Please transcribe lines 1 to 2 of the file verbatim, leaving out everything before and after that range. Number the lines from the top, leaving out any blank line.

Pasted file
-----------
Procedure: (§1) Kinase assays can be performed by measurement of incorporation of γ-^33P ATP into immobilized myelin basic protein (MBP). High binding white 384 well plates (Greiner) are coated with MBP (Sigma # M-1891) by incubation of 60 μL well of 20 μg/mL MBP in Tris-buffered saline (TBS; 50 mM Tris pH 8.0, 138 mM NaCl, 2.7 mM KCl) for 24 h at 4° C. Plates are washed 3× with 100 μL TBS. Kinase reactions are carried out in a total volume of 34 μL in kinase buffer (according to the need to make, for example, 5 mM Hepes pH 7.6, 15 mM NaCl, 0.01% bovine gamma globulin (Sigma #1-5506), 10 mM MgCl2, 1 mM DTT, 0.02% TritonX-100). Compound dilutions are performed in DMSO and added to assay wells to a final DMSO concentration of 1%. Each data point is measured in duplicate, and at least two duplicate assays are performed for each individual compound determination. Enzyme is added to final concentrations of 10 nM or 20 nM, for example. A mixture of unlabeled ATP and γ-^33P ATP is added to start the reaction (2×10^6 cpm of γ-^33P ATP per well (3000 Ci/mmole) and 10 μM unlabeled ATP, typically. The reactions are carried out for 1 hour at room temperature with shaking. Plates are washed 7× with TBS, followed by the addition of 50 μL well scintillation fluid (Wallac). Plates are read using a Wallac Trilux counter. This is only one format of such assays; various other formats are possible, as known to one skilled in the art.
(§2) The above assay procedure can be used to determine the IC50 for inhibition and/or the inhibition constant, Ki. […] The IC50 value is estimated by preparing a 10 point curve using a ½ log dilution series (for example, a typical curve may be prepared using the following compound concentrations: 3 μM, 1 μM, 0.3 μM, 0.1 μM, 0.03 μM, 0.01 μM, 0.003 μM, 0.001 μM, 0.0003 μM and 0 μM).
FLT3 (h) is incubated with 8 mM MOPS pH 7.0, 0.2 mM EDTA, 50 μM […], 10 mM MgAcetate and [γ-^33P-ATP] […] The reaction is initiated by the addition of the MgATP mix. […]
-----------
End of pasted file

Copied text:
Procedure: (§1) Kinase assays can be performed by measurement of incorporation of γ-^33P ATP into immobilized myelin basic protein (MBP). High binding white 384 well plates (Greiner) are coated with MBP (Sigma # M-1891) by incubation of 60 μL well of 20 μg/mL MBP in Tris-buffered saline (TBS; 50 mM Tris pH 8.0, 138 mM NaCl, 2.7 mM KCl) for 24 h at 4° C. Plates are washed 3× with 100 μL TBS. Kinase reactions are carried out in a total volume of 34 μL in kinase buffer (according to the need to make, for example, 5 mM Hepes pH 7.6, 15 mM NaCl, 0.01% bovine gamma globulin (Sigma #1-5506), 10 mM MgCl2, 1 mM DTT, 0.02% TritonX-100). Compound dilutions are performed in DMSO and added to assay wells to a final DMSO concentration of 1%. Each data point is measured in duplicate, and at least two duplicate assays are performed for each individual compound determination. Enzyme is added to final concentrations of 10 nM or 20 nM, for example. A mixture of unlabeled ATP and γ-^33P ATP is added to start the reaction (2×10^6 cpm of γ-^33P ATP per well (3000 Ci/mmole) and 10 μM unlabeled ATP, typically. The reactions are carried out for 1 hour at room temperature with shaking. Plates are washed 7× with TBS, followed by the addition of 50 μL well scintillation fluid (Wallac). Plates are read using a Wallac Trilux counter. This is only one format of such assays; various other formats are possible, as known to one skilled in the art.
(§2) The above assay procedure can be used to determine the IC50 for inhibition and/or the inhibition constant, Ki. […] The IC50 value is estimated by preparing a 10 point curve using a ½ log dilution series (for example, a typical curve may be prepared using the following compound concentrations: 3 μM, 1 μM, 0.3 μM, 0.1 μM, 0.03 μM, 0.01 μM, 0.003 μM, 0.001 μM, 0.0003 μM and 0 μM).